Thank you for your inquiry.
Unfortunately there is no definitive answer to your question. That is, I cannot give you complete assurance as to what drug your patient can take for relief of pain or fever, or as an antiinflammatory agent. However, one can, using the present knowledge base, lessen the odds for a recurrence of thrombocytopenia with the administration of an alternative agent.
As you can see from the references/abstract copied below, thrombocytopenic purpura can occur due to the administration of nonsteroidal antiinflammatory drugs (NSAIDs), and specifically to naproxen. The mechanism behind the production of thrombocytopenia in these cases is thought to be immunologic. Thus, it would stand to reason that the safest choice of an alternative to naproxen would be a drug which is least related structurally. This of course would not guarantee the absence of cross-reactivity, but greatly enhance the odds that such would not occur.
Given this information, and assuming that you are talking about "discomfort" from pain, the obvious first choice would be acetaminophen. If this drug is ineffective, I believe your next choice would be a salicylate cream since there is little suspected antigenic cross-reactivity between naproxen and salicylates per se. If a salicylate cream was not effective, then your final choice would be to use a structurally unrelated NSAID. Naproxen is an aryl propionic acid NSAID. Other members of this class are ibuprofen, flurbiprofen, ketoprofen, fenoprofen, and oxaprozin. Therefore you would want to avoid these agents.
Other classes of NSAIDs would at least theoretically be less likely to crossreact with naproxen. These classes are:
1. Indol and indene acetic acids (indomethacin, sulindac, etodolac).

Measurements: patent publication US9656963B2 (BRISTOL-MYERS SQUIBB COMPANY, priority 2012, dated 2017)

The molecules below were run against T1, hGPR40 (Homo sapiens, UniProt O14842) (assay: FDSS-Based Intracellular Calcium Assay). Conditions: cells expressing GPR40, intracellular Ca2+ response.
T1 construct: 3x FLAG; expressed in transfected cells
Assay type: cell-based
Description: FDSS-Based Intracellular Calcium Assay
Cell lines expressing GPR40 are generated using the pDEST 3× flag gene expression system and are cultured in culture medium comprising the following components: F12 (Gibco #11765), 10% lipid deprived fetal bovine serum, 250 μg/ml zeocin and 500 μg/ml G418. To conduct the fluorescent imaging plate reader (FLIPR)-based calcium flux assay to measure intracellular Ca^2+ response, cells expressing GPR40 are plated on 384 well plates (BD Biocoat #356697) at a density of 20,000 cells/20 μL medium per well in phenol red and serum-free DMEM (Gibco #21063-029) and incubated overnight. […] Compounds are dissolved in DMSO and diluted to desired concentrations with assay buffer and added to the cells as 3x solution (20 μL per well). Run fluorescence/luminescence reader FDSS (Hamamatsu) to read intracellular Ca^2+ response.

2. Heteroaryl acetic acid (tolmetin, diclofenac, ketorolac).
3. Anthranilic acid (mefenamic acid, meclofenamic acid).
4. Eno acid (piroxicam).
Finally, you could also consider aspirin itself.
Thank you again for your inquiry and we hope this response is helpful to you.
Blood. 2001 Jun 15;97(12):3846-50.
Immune thrombocytopenia resulting from sensitivity to metabolites of naproxen and acetaminophen.
Bougie D, Aster R.
Blood Research Institute, The Blood Center of Southeastern Wisconsin, PO Box 2178, Milwaukee, WI 53201-2178, USA.
In patients suspected of having drug-induced immune thrombocytopenia, antibodies reactive with normal platelets in the presence of the suspect drug can sometimes be identified, but negative results are often obtained. One reason for this is that drug metabolites, formed in vivo, can be the sensitizing agents, but very little is known about the specific metabolites that can cause this complication. Five patients were studied who developed thrombocytopenia after taking the nonsteroidal anti-inflammatory drug naproxen (3 cases) or acetaminophen (2 cases) but in whom drug-dependent antibodies could not be detected by means of the unmodified drugs. In each case, antibodies that reacted with normal target platelets in the presence of a known drug metabolite (naproxen glucuronide or acetaminophen sulfate) were identified. Four of the antibodies were specific for the glycoprotein (GP) IIb/IIIa complex, but one acetaminophen sulfate-dependent antibody reacted preferentially with GPIb/IX/V. In patients with a clinical picture suggestive of drug-induced immune thrombocytopenia, tests for metabolite-dependent antibodies can be helpful in identifying the responsible agent. (Blood. 2001;97:3846-3850)
N Z Med J. 1995 Nov 24;108(1012):483-4.
Naproxen induced thrombocytopenia: a case report.
Hunt PJ, Gibbons SS.
Am J Hematol. 1989 May;31(1):74.
Phil Lieberman, M.D.